Being home for such a long period in a long time, however, has opened up a whole new way to approach my food and beverage requirements.
Just a little over a week back, when the Coronavirus scare was yet to hit Indian shores, I had taken my flight back into the country and was almost readying bags for the next sortie to Melbourne. I am now home-bound and staying firmly put. Most of my social interactions are limited to video calls and social media texts, but given my general nature and preference for solitude, it hasn’t been all too tough. I am missing being in Melbourne, though, but in retrospect, I am glad I didn’t take that flight.
Being home for such a long period in a long time, however, has opened up a whole new way to approach my food and beverage requirements. For one, I had never rummaged into my cupboards that deep and now, by doing so, have retrieved long-procured-but-forgotten boxes of spices and mixes that are now being put to very good use. Even the beverage choices seem to have expanded as I have chanced upon bottles that I didn’t even know I owned. Safe to say, one is eating and drinking well in this age of confinement. Among the curious finds which are nostalgic and yet novel, here are my top picks:
Tarhana: The first instant soup in the world was made in Turkey when people of the region used this endemic eponymous plant to make a boiled concoction with peppers, tomatoes and spices which was then dried and crushed and preserved. Later on, it could be boiled with water while being constantly stirred to prepare soup. I admit this was a recent acquisition and has come in handy. I only wish I had bought more.
Mason & Co chocolate: When it first launched, I wasn’t entirely convinced that they were the real McCoy. Over time, my perception has changed quite a bit and for the better, I hastily add. A good few bars have been consumed since (mostly in the 75% cocoa and beyond category) and although I wouldn’t buy it solely for that reason, it does help to know that these are all organic (also vegan, but I never get caught up in that). The more recent Quinoa Crunch, which was a collaboration with Fab Café, is a nice tactile and textural play of cocoa and quinoa in a 75% base. Finding some in the fridge was an immediate smile-inducer.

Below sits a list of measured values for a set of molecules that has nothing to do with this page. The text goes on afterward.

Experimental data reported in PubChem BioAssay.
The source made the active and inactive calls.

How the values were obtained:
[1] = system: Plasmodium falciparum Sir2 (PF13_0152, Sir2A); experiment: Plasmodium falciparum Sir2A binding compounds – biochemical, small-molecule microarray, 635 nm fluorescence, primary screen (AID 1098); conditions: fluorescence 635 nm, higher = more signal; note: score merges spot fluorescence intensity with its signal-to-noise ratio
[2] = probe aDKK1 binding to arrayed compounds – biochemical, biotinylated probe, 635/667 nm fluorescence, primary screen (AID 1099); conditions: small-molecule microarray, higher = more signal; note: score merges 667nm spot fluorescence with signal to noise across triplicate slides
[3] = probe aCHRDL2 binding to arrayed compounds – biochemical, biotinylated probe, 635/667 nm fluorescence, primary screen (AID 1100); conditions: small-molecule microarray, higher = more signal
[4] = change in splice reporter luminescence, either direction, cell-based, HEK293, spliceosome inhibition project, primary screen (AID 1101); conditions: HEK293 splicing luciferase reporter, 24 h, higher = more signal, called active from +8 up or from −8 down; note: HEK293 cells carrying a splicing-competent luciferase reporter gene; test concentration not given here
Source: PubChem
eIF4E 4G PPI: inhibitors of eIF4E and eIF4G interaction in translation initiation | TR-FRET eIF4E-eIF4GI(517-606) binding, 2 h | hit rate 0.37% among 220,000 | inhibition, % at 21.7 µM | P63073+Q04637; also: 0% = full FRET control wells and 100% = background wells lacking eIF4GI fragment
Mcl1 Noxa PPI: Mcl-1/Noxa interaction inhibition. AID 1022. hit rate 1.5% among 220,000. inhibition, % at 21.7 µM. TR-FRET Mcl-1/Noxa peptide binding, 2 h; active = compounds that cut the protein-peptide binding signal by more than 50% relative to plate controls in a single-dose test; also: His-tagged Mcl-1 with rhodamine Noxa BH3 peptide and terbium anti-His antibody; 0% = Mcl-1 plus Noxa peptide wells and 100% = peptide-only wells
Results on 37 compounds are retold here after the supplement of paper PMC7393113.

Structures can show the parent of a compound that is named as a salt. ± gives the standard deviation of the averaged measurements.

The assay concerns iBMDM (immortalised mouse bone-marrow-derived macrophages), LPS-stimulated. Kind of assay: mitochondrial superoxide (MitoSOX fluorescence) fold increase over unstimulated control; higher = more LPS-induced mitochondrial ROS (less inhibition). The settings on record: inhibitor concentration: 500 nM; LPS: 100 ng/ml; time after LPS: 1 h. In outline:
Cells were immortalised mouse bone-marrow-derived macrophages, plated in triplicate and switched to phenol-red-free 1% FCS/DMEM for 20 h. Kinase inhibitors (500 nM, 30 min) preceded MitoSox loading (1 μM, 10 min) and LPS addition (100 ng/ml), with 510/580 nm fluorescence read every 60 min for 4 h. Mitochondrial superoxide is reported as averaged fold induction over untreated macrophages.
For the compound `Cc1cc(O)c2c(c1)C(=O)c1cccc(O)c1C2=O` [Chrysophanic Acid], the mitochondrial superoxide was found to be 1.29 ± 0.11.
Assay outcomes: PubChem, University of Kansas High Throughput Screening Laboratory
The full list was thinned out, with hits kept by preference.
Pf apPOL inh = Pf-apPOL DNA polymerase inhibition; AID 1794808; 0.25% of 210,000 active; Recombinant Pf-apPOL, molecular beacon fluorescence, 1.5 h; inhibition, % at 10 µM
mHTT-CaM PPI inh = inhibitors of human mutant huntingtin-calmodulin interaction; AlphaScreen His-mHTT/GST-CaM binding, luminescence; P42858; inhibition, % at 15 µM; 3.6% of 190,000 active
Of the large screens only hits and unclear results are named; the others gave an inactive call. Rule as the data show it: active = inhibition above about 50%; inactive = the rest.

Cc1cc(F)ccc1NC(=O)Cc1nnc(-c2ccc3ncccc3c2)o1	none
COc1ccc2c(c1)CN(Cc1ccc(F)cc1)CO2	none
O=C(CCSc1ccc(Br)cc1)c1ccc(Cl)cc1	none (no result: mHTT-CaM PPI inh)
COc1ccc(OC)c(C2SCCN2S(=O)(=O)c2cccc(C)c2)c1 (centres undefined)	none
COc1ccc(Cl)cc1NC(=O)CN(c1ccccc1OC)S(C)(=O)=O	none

Aviation gin: Ryan Reynolds, the darling of social media, didn’t just invest in this brand, he was a fan even before his and the brand’s personal interests got aligned. Objectively speaking, it’s a pretty well-made gin and it is unusual because unlike most gins, the juniper sits at the back, harmonising and giving the base-flavour, but never overpowering the other aromatic botanicals in the mix—lavender, anise and sarsaparilla along with some spices. It’s great with tonic and, for me, the choice is between a few brands—Fever Tree, Franklin & Sons or the homegrown and much easier to find (and afford) Svami, which makes for a lovely top-up.
Barolo: There is never a dearth of Italian reds at home, but chancing upon this particular bottle was the pleasant result of a long rummage through the cellar. It was called Dallalto and had been produced by members of the same family who make the famed Sassicaia in Tuscany. All Barolos are tight and tannic when young and even with age, as they acquire a certain patina and roundedness, they don’t lose all their fiery vigour. This bottle was well over a decade old and still showed muscle to flex for another decade easily. But an hour in the decanter had considerably softened its stance and the wine seemed to willingly socialise. To be respectful of its pedigree, we used the largest wine glasses we could find at home to serve it out.
TV shows: I know this isn’t a legit entry for my genre of columns, but since we are talking about pleasing all the senses, why not the eyes and ears? I have finally gotten time to re-binge shows that I have always liked, from Arrested Development to Rick & Morty, and no time than house arrest is good for such indulgences. My cycling trainer is hooked up right in front of a telly, so long weekend rides are dedicated to revisiting old classics. So now my question to you is this: if in my place, cycling on a stationary bike, enjoying some dark chocolate and maybe a spot of Barolo, what would you choose to watch?
The writer is a sommelier